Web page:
Lastly, during my working career, I’ve spent some time traveling, often staying in luxury hotels, but sometimes in more nondescript, medium-priced or economy hotels or motels, which usually featured a restaurant, business office, and a bar, usually empty, with a décor that lacked imagination. The bartender however was a friendly, welcoming person, willing to engage in a little conversation with a lonely traveler.
The Hotel Bar as the Pearly Gates
Like the name of my blog, Mixed Metaphors, Oh My! I like to play with words and concepts. During the past few years of partisan politics, hate, intolerance, and misogyny emanating from the conservative right, Evangelical Christians, and hate groups, most recently during Trump’s administration, it has become increasingly clear to me that there’s a disconnect and dishonesty between how some people purport to live their lives, and how in fact they practice them. There’s an increasing degree of hypocrisy.
If you believe in a heaven, hell, and limbo, this provides a challenge for St. Peter, or whoever is the gatekeeper for the hereafter. It will require someone who has good people skills, and the ability to chat and size someone up and get a quick and accurate take on their character. In my view, who better than a bartender. The ideal location, a hotel bar, where the displaced traveler seeks a little respite and conversation with a friendly stranger.
The web series will tell a single story in each episode. I envision a series of diverse characters with stories that feature people from all walks of life, ages, and religious beliefs or skepticism. Each of the travelers, will enter the bar and are greeted by the bartender. They’re a little confused about where they are or how they arrived at this hotel. The bartender reassures them that traveling sometimes does that, creates a kind of jetlag, or displacement by spending too much time on the road. They seem reassured. He asks if they want a drink or soda. He offers some snacks, like pretzels or nuts.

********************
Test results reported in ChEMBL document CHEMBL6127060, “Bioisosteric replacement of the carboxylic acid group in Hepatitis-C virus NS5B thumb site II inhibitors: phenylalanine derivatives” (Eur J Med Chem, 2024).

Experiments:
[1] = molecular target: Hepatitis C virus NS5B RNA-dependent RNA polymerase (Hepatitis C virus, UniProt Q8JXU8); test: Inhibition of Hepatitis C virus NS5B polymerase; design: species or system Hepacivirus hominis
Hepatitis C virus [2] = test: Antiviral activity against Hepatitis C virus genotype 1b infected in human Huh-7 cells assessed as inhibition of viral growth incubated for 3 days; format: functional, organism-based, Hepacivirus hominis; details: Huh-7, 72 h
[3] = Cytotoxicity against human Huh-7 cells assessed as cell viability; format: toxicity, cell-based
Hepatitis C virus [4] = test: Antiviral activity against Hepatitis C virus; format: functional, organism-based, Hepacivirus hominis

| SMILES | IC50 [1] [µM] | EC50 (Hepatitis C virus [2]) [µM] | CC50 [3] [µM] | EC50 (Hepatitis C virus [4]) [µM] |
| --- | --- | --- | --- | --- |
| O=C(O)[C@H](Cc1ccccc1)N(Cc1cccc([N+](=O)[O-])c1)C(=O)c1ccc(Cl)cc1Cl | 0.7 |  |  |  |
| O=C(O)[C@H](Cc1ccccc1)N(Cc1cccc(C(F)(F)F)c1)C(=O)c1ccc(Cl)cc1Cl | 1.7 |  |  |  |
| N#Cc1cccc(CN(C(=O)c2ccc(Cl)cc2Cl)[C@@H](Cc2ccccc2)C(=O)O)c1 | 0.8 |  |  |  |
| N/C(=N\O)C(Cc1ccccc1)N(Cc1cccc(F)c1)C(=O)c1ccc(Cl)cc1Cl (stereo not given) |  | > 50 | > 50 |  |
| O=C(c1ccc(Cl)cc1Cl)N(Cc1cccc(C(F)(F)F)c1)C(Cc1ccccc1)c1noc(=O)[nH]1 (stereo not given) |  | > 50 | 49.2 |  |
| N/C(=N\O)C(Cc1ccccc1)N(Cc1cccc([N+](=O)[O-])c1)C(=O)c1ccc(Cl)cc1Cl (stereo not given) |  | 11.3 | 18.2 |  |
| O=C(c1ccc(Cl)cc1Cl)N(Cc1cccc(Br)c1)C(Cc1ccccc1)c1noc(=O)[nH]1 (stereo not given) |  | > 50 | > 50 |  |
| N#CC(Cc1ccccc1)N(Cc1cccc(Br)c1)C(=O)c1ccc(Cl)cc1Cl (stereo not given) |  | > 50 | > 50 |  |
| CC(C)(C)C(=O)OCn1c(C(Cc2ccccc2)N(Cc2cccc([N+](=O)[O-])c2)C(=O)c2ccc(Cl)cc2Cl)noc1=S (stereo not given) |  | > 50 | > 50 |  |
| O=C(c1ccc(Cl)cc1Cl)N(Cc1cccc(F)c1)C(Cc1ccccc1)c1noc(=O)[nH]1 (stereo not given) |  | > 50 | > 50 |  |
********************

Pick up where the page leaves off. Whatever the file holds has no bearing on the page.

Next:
It takes place in the kind of bar you’d expect in an economy-priced hotel or motel chain. The time is present day. The name of the bar is Pearly’s. It’s staffed by a single bartender on a slow night. The bar is empty, though it looks like someone may have just left because the bartender is cleaning up the glasses and wiping down the bar. There’s music playing in the background. The bar is dark with some candles burning (red glass votives, the kind you might find in a church). There are decorative wooden signs hanging with homilies and humorous sayings like “Do onto others, before they do onto you!”
The bartender gets them talking about their lives, their regrets, dreams, and unfulfilled aspirations. Maybe an amends that they wish they had a made. An accomplishment or something they’re most proud of. After some conversation, the traveler excuses themselves for the restroom. As they leave, the bartender ponders for a moment then selects a button under the bar and presses it. The traveler opens the door, and enters. The door closes behind them and a hologram, or flashing or neon sign appears, “Welcome to the Afterlife.” They find themselves in an elevator. A disembodied voice says either “Going up,” “Going down,” or “This elevator is temporarily out of service.”
One of the concepts I’m considering, based on feedback from others, is that the series may employ an interactive feature, where viewers can cast their vote on whether the traveler’s destination is heaven, hell, or limbo, and at the beginning of a new episode one learns the outcome. Between each traveler, the bartender, cleans up the glasses, wipes down the bar and greets the next patron, repeating the cycle until the janitor, the only other reoccurring character, enters the bar, sweeping the floor, commenting to St. Peter, “Just another day in Paradise!” St. Peter pours a beer for the janitor, smiles, as they toast each other. “Let’s drink to that!”
For me, I need to take the next steps, develop my characters (I already have a list), begin writing the pilot, and collect stories for a few episodes. I’m grateful that talented, experienced, filmmakers have volunteered to collaborate with me on this project. I need to organize our initial planning and production meetings, create a crowdfunding source to help support the project. Like many creative people, I spend a lot of time in the procrastination and initiation stage of a new project. For people who’ve raised their hands to work with me, be patient. I will need a little nudge, yet I’m ready to take the leap, “come hell or high water,” as the saying goes!